The Chartered Institute of Taxation (CIOT) has recommended that the UK Government rethink its approach to ensuring that online sellers pay the correct amount of value-added tax (VAT).
According to HM Revenue and Customs (HMRC), non-EU traders who sell goods (located in the UK at the time of sale) to UK consumers, mainly via online marketplaces, do not always pay the correct VAT and duty. It estimates that such abuse accounts for between GBP1bn (USD1.3bn) and GBP1.5bn of the total VAT gap.
Under the Government's proposals, overseas traders would be required to appoint a UK tax representative who would be liable for their VAT, and/or would need to provide security to guarantee payment. "If these traders fail to comply and online marketplaces do not help stop the abuse occurring, the online marketplaces themselves will become jointly and severally liable for the unpaid VAT," HMRC explained.
The CIOT has warned that the proposal risks capturing too many businesses through the use of imprecisely defined terms, such as "fulfilment house" (which includes online marketplaces). It said that the primary targets of the new regime should be those overseas sellers who seek to evade the tax, and not legitimate UK businesses that unwittingly deal with them.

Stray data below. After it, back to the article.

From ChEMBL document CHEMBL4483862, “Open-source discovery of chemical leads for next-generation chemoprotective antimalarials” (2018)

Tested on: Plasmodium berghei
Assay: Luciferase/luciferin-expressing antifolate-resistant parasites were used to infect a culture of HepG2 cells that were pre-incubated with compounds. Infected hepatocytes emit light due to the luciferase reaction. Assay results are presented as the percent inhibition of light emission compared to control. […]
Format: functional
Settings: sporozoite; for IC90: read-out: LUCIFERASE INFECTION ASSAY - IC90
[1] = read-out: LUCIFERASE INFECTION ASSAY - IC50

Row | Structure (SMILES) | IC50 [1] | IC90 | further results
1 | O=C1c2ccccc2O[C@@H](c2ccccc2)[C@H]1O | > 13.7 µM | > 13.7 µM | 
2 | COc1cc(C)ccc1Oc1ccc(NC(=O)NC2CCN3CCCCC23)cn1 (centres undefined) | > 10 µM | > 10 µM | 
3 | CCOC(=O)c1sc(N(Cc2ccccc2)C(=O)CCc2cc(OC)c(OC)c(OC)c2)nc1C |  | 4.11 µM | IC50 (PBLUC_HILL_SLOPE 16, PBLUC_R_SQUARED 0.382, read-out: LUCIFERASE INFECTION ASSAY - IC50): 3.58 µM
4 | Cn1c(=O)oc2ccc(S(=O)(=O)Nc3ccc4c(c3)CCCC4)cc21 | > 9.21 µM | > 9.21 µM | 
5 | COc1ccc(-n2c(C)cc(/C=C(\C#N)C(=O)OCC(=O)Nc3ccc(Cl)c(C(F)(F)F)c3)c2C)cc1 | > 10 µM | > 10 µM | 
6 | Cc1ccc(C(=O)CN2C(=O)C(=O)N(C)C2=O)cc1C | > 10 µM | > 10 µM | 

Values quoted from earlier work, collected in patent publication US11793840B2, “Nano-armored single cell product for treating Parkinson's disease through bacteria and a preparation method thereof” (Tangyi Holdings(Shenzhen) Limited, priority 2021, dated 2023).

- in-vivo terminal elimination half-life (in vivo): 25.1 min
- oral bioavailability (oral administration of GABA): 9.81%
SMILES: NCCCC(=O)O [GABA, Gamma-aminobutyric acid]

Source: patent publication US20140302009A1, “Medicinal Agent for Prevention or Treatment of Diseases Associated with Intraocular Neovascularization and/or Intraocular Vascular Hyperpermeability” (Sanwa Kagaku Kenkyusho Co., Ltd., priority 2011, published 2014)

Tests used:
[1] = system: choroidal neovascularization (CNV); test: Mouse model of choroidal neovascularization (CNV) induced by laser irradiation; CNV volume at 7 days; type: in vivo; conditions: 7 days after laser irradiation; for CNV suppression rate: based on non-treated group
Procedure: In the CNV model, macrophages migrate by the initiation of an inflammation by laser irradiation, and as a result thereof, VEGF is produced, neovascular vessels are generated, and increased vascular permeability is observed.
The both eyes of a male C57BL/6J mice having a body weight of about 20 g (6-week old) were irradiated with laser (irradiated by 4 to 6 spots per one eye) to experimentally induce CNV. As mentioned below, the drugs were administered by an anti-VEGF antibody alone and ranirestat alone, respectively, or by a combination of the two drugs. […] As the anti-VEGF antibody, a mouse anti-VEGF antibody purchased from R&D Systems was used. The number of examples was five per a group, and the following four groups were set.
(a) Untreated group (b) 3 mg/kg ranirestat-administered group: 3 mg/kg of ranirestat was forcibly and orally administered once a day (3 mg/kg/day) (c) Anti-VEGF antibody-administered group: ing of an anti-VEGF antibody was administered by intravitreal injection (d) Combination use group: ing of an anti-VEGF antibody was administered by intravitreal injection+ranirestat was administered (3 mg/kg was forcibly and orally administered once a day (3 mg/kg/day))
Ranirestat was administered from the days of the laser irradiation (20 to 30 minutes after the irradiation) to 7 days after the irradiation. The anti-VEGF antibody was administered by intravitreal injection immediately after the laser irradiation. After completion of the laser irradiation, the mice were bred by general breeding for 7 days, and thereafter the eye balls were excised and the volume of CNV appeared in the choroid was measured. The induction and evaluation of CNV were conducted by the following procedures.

Peter Dylewski, Chair of the CIOT's Indirect Taxes Sub-Committee, said: "Our concern with HMRC's proposal is that it targets intermediaries in the supply chain and not those who are failing to comply. On the one hand, this places a burden on legitimate UK businesses and on the other hand it may unintentionally give the impression to potential tax evaders that they will not be pursued by HMRC."
The CIOT has called on HMRC to explore other possible solutions. These include requiring the online market place to remit the VAT on the full sale price of the goods to HMRC and the proceeds (net of its commission) to the seller. It said overseas businesses could opt out of this arrangement if they could prove that they are tax compliant or not actually in business.